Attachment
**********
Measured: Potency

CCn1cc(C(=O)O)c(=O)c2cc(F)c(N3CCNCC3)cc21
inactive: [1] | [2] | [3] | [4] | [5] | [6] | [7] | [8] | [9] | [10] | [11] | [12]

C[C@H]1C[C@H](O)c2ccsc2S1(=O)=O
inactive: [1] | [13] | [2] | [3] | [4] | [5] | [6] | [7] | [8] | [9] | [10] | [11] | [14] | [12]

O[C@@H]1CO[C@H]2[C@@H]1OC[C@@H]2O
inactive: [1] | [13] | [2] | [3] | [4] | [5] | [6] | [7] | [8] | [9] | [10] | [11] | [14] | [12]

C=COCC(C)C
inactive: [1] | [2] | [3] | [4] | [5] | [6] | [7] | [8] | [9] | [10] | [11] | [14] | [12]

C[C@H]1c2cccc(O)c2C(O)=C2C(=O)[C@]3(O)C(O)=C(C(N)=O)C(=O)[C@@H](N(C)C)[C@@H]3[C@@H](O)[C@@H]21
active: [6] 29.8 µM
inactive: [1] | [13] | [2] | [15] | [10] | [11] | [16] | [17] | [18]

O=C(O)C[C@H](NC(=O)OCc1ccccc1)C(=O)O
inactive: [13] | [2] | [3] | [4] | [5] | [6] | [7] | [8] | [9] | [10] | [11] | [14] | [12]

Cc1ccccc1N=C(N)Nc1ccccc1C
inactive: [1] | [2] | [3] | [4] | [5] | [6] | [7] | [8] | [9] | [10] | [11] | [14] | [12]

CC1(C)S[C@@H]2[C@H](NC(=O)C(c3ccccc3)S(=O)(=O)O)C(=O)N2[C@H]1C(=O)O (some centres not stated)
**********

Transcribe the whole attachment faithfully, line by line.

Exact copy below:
Measured: Potency

CCn1cc(C(=O)O)c(=O)c2cc(F)c(N3CCNCC3)cc21
inactive: [1] | [2] | [3] | [4] | [5] | [6] | [7] | [8] | [9] | [10] | [11] | [12]

C[C@H]1C[C@H](O)c2ccsc2S1(=O)=O
inactive: [1] | [13] | [2] | [3] | [4] | [5] | [6] | [7] | [8] | [9] | [10] | [11] | [14] | [12]

O[C@@H]1CO[C@H]2[C@@H]1OC[C@@H]2O
inactive: [1] | [13] | [2] | [3] | [4] | [5] | [6] | [7] | [8] | [9] | [10] | [11] | [14] | [12]

C=COCC(C)C
inactive: [1] | [2] | [3] | [4] | [5] | [6] | [7] | [8] | [9] | [10] | [11] | [14] | [12]

C[C@H]1c2cccc(O)c2C(O)=C2C(=O)[C@]3(O)C(O)=C(C(N)=O)C(=O)[C@@H](N(C)C)[C@@H]3[C@@H](O)[C@@H]21
active: [6] 29.8 µM
inactive: [1] | [13] | [2] | [15] | [10] | [11] | [16] | [17] | [18]

O=C(O)C[C@H](NC(=O)OCc1ccccc1)C(=O)O
inactive: [13] | [2] | [3] | [4] | [5] | [6] | [7] | [8] | [9] | [10] | [11] | [14] | [12]

Cc1ccccc1N=C(N)Nc1ccccc1C
inactive: [1] | [2] | [3] | [4] | [5] | [6] | [7] | [8] | [9] | [10] | [11] | [14] | [12]

CC1(C)S[C@@H]2[C@H](NC(=O)C(c3ccccc3)S(=O)(=O)O)C(=O)N2[C@H]1C(=O)O (some centres not stated)